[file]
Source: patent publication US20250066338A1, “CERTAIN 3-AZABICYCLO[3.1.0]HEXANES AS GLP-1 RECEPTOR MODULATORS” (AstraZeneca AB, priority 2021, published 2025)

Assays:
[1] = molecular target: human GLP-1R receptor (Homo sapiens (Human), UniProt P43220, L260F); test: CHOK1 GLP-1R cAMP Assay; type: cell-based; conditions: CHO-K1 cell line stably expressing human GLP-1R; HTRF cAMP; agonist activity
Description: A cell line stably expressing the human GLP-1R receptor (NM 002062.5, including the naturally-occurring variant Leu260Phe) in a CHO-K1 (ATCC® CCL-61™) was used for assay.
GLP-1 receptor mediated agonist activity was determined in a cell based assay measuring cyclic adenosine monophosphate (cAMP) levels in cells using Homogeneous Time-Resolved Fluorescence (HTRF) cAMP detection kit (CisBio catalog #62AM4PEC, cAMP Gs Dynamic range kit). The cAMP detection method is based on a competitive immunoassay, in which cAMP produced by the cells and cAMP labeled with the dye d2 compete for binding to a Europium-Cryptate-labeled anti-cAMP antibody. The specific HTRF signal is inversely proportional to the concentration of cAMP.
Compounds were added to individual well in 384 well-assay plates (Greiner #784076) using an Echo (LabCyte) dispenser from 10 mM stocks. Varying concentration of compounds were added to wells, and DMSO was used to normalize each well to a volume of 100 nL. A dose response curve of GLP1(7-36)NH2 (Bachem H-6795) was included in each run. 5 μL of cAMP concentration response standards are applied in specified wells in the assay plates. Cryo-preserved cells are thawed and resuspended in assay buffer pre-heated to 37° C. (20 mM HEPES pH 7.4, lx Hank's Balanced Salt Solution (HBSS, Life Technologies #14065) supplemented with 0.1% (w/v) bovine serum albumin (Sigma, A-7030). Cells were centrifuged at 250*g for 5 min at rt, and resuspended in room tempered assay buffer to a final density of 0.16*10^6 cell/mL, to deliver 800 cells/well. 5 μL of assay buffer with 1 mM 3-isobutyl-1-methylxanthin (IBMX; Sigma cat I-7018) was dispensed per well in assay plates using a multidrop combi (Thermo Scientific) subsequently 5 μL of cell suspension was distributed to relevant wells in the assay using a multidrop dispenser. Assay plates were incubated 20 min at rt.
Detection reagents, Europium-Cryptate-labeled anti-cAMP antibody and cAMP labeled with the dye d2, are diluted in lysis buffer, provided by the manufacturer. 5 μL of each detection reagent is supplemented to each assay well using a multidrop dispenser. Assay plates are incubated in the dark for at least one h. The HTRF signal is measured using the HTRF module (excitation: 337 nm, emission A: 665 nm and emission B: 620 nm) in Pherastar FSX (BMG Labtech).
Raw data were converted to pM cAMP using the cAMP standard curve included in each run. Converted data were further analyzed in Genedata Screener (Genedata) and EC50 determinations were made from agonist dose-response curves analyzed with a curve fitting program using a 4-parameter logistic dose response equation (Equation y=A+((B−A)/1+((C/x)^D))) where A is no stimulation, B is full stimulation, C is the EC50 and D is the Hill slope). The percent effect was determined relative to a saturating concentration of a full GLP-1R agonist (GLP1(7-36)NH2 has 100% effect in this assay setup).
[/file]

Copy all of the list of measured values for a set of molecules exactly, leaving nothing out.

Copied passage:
Source: patent publication US20250066338A1, “CERTAIN 3-AZABICYCLO[3.1.0]HEXANES AS GLP-1 RECEPTOR MODULATORS” (AstraZeneca AB, priority 2021, published 2025)

Assays:
[1] = molecular target: human GLP-1R receptor (Homo sapiens (Human), UniProt P43220, L260F); test: CHOK1 GLP-1R cAMP Assay; type: cell-based; conditions: CHO-K1 cell line stably expressing human GLP-1R; HTRF cAMP; agonist activity
Description: A cell line stably expressing the human GLP-1R receptor (NM 002062.5, including the naturally-occurring variant Leu260Phe) in a CHO-K1 (ATCC® CCL-61™) was used for assay.
GLP-1 receptor mediated agonist activity was determined in a cell based assay measuring cyclic adenosine monophosphate (cAMP) levels in cells using Homogeneous Time-Resolved Fluorescence (HTRF) cAMP detection kit (CisBio catalog #62AM4PEC, cAMP Gs Dynamic range kit). The cAMP detection method is based on a competitive immunoassay, in which cAMP produced by the cells and cAMP labeled with the dye d2 compete for binding to a Europium-Cryptate-labeled anti-cAMP antibody. The specific HTRF signal is inversely proportional to the concentration of cAMP.
Compounds were added to individual well in 384 well-assay plates (Greiner #784076) using an Echo (LabCyte) dispenser from 10 mM stocks. Varying concentration of compounds were added to wells, and DMSO was used to normalize each well to a volume of 100 nL. A dose response curve of GLP1(7-36)NH2 (Bachem H-6795) was included in each run. 5 μL of cAMP concentration response standards are applied in specified wells in the assay plates. Cryo-preserved cells are thawed and resuspended in assay buffer pre-heated to 37° C. (20 mM HEPES pH 7.4, lx Hank's Balanced Salt Solution (HBSS, Life Technologies #14065) supplemented with 0.1% (w/v) bovine serum albumin (Sigma, A-7030). Cells were centrifuged at 250*g for 5 min at rt, and resuspended in room tempered assay buffer to a final density of 0.16*10^6 cell/mL, to deliver 800 cells/well. 5 μL of assay buffer with 1 mM 3-isobutyl-1-methylxanthin (IBMX; Sigma cat I-7018) was dispensed per well in assay plates using a multidrop combi (Thermo Scientific) subsequently 5 μL of cell suspension was distributed to relevant wells in the assay using a multidrop dispenser. Assay plates were incubated 20 min at rt.
Detection reagents, Europium-Cryptate-labeled anti-cAMP antibody and cAMP labeled with the dye d2, are diluted in lysis buffer, provided by the manufacturer. 5 μL of each detection reagent is supplemented to each assay well using a multidrop dispenser. Assay plates are incubated in the dark for at least one h. The HTRF signal is measured using the HTRF module (excitation: 337 nm, emission A: 665 nm and emission B: 620 nm) in Pherastar FSX (BMG Labtech).
Raw data were converted to pM cAMP using the cAMP standard curve included in each run. Converted data were further analyzed in Genedata Screener (Genedata) and EC50 determinations were made from agonist dose-response curves analyzed with a curve fitting program using a 4-parameter logistic dose response equation (Equation y=A+((B−A)/1+((C/x)^D))) where A is no stimulation, B is full stimulation, C is the EC50 and D is the Hill slope). The percent effect was determined relative to a saturating concentration of a full GLP-1R agonist (GLP1(7-36)NH2 has 100% effect in this assay setup).